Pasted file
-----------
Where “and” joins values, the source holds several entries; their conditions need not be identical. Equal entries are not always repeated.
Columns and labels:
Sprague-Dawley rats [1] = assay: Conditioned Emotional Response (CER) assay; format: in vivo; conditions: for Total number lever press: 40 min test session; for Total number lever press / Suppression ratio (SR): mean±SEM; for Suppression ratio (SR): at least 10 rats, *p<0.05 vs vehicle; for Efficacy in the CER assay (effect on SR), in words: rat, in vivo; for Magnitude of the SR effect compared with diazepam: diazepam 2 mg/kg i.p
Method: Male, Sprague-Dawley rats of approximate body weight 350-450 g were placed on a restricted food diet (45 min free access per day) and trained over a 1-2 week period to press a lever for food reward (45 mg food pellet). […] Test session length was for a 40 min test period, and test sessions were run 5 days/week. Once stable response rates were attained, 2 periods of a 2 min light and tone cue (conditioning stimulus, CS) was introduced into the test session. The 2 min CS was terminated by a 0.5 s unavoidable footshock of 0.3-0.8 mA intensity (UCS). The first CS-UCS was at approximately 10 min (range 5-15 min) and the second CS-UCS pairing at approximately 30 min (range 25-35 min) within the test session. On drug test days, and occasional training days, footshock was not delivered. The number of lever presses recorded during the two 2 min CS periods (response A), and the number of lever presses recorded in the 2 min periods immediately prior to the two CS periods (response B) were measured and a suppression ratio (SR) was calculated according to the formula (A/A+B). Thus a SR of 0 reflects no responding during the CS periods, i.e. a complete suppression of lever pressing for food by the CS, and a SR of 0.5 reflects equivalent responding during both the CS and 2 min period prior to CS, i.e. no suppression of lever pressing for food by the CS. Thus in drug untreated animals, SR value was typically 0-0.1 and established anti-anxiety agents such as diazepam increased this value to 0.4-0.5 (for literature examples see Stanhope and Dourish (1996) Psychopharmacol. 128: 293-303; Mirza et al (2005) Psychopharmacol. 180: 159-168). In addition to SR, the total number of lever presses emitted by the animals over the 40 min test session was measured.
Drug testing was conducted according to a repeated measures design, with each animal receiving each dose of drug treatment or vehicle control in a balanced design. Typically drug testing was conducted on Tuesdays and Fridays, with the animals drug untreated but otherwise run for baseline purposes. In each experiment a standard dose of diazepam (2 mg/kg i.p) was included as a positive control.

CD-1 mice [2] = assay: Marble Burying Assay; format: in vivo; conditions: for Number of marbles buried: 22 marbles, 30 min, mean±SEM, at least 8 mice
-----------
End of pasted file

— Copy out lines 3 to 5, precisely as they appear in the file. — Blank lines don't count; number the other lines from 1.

Sprague-Dawley rats [1] = assay: Conditioned Emotional Response (CER) assay; format: in vivo; conditions: for Total number lever press: 40 min test session; for Total number lever press / Suppression ratio (SR): mean±SEM; for Suppression ratio (SR): at least 10 rats, *p<0.05 vs vehicle; for Efficacy in the CER assay (effect on SR), in words: rat, in vivo; for Magnitude of the SR effect compared with diazepam: diazepam 2 mg/kg i.p
Method: Male, Sprague-Dawley rats of approximate body weight 350-450 g were placed on a restricted food diet (45 min free access per day) and trained over a 1-2 week period to press a lever for food reward (45 mg food pellet). […] Test session length was for a 40 min test period, and test sessions were run 5 days/week. Once stable response rates were attained, 2 periods of a 2 min light and tone cue (conditioning stimulus, CS) was introduced into the test session. The 2 min CS was terminated by a 0.5 s unavoidable footshock of 0.3-0.8 mA intensity (UCS). The first CS-UCS was at approximately 10 min (range 5-15 min) and the second CS-UCS pairing at approximately 30 min (range 25-35 min) within the test session. On drug test days, and occasional training days, footshock was not delivered. The number of lever presses recorded during the two 2 min CS periods (response A), and the number of lever presses recorded in the 2 min periods immediately prior to the two CS periods (response B) were measured and a suppression ratio (SR) was calculated according to the formula (A/A+B). Thus a SR of 0 reflects no responding during the CS periods, i.e. a complete suppression of lever pressing for food by the CS, and a SR of 0.5 reflects equivalent responding during both the CS and 2 min period prior to CS, i.e. no suppression of lever pressing for food by the CS. Thus in drug untreated animals, SR value was typically 0-0.1 and established anti-anxiety agents such as diazepam increased this value to 0.4-0.5 (for literature examples see Stanhope and Dourish (1996) Psychopharmacol. 128: 293-303; Mirza et al (2005) Psychopharmacol. 180: 159-168). In addition to SR, the total number of lever presses emitted by the animals over the 40 min test session was measured.
Drug testing was conducted according to a repeated measures design, with each animal receiving each dose of drug treatment or vehicle control in a balanced design. Typically drug testing was conducted on Tuesdays and Fridays, with the animals drug untreated but otherwise run for baseline purposes. In each experiment a standard dose of diazepam (2 mg/kg i.p) was included as a positive control.